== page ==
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Hjelm, M., Holmgren, A.-C., Willman, A., Bohman, D. & Holst, G. (2015). Family members of older persons with multi-morbidity and their experiences of case managers in Sweden: an interpretive phenomenological approach. International Journal of Integrated Care, 15(Jan-Mar)
Open this publication in new window or tab >>Family members of older persons with multi-morbidity and their experiences of case managers in Sweden: an interpretive phenomenological approach
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2015 (English)In: International Journal of Integrated Care, ISSN 1568-4156, E-ISSN 1568-4156, Vol. 15, no Jan-MarArticle in journal (Refereed) Published
Abstract [en]

Background: Family members of older persons (75+) with multi-morbidity are likely to benefit from utilising case management services performed by case managers. However, research has not yet explored their experiences of case managers. Objectives: The aim of the study was to deepen the understanding of the importance of case managers to family members of older persons (75+) with multi-morbidity. Design: The study design was based on an interpretive phenomenological approach. Method: Data were collected through individual interviews with 16 family members in Sweden. The interviews were analysed by means of an interpretive phenomenological approach. Results: The findings revealed one overarching theme: “Helps to fulfil my unmet needs”, based on three sub-themes: (1) “Helps me feel secure – Experiencing a trusting relationship”, (2) “Confirms and strengthens me – Challenging my sense of being alone” and (3) “Being my personal guide – Increasing my competence”. Conclusion and discussion: The findings indicate that case managers were able to fulfil unmet needs of family members. The latter recognised the importance of case managers providing them with professional services tailored to their individual needs. The findings can contribute to the improvement of case management models not only for older persons but also for their family members.

Place, publisher, year, edition, pages
Igitur publishing, 2015
Keywords
case management, integrated care, family members, interpretive phenomenology, multi-morbidity, older persons
National Category
Nursing
Identifiers
urn:nbn:se:bth-6326 (URN)000352658200010 ()oai:bth.se:forskinfo937D754C744053A5C1257E22004A23E7 (Local ID)oai:bth.se:forskinfo937D754C744053A5C1257E22004A23E7 (Archive number)oai:bth.se:forskinfo937D754C744053A5C1257E22004A23E7 (OAI)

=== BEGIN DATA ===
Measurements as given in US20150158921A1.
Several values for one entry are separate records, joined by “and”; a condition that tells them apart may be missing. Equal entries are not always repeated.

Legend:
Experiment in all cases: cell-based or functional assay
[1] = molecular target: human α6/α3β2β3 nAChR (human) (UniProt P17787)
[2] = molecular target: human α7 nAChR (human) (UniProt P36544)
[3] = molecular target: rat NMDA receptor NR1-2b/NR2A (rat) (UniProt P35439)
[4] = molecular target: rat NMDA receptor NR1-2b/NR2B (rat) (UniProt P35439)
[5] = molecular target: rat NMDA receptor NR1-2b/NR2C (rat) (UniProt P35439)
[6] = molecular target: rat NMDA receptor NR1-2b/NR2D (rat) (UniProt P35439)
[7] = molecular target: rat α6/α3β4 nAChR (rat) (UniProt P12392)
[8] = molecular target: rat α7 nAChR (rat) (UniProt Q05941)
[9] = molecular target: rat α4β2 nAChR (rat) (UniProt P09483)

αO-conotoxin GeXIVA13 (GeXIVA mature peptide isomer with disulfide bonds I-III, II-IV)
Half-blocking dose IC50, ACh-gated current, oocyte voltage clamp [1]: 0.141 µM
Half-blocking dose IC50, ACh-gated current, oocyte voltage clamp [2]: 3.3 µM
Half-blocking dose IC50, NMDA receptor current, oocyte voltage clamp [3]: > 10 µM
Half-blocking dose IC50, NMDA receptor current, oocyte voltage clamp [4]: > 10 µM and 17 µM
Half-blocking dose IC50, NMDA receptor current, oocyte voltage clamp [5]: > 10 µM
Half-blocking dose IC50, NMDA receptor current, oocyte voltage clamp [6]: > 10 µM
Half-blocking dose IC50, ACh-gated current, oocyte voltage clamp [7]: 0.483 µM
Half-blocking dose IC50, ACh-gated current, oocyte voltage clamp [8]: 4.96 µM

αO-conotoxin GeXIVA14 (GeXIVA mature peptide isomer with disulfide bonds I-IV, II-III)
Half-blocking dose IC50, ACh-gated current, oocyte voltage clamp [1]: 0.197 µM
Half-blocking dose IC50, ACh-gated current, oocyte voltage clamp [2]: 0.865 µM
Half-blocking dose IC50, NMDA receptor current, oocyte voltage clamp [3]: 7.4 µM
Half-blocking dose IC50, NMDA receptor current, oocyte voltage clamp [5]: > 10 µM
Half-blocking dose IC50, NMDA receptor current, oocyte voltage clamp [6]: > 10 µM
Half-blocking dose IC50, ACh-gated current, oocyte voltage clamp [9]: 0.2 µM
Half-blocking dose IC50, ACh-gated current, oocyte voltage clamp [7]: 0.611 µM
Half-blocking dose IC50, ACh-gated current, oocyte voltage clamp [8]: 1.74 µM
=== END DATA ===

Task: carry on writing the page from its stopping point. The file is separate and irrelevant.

External cooperation:
Note

Open Access Journal

Available from: 2015-05-26 Created: 2015-04-09 Last updated: 2017-12-04Bibliographically approved
Hjelm, M., Holst, G., Willman, A., Bohman, D. & Kristensson, J. (2015). The work of case managers as experienced by older persons (75+) with multi-morbidity – a focused ethnography. BMC Geriatrics, 15, Article ID 168.
Open this publication in new window or tab >>The work of case managers as experienced by older persons (75+) with multi-morbidity – a focused ethnography
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2015 (English)In: BMC Geriatrics, ISSN 1471-2318, E-ISSN 1471-2318, Vol. 15, article id 168Article in journal (Refereed) Published
Abstract [en]

Background

Complex health systems make it difficult for older persons (75+) with multi-morbidity to achieve continuity of care. Case management could be one way to address this difficulty. Currently, there is a need to extend the knowledge regarding case management as experienced by those utilising the services, namely older persons (75+) with multi-morbidity. The study aimed to explore older persons’ (75+) with multi-morbidity experiences of case managers.

Methods

The study design was qualitative and used a focused ethnographic approach. Data was collected through individual interviews with 13 older persons and by participant observations with accompanying field notes, all conducted in 2012–2013.

Results

The data revealed four themes illustrating the older persons’ experiences of case managers:

1) Someone providing me with a trusting relationship; 2) Someone assisting me; 3) Someone who is on my side; and 4) Someone I do not need at present.

Conclusions

This study illustrates the importance of establishing trusting relationships between older persons and their case managers in order to truly provide assistance. The older persons valued the case managers acting as informed but unbiased facilitators. The findings could be of help in the development of case management interventions better designed for older persons with multi-morbidity.

Keywords
Aged, Case management, Comorbidity, Continuity of patient care, Delivery of health care, Ethnography, Intervention, Multi-morbidity, Qualitative research
National Category
Nursing
Identifiers
urn:nbn:se:bth-11231 (URN)10.1186/s12877-015-0172-3 (DOI)000366545100001 ()
Available from: 2015-12-18 Created: 2015-12-18 Last updated: 2017-12-01Bibliographically approved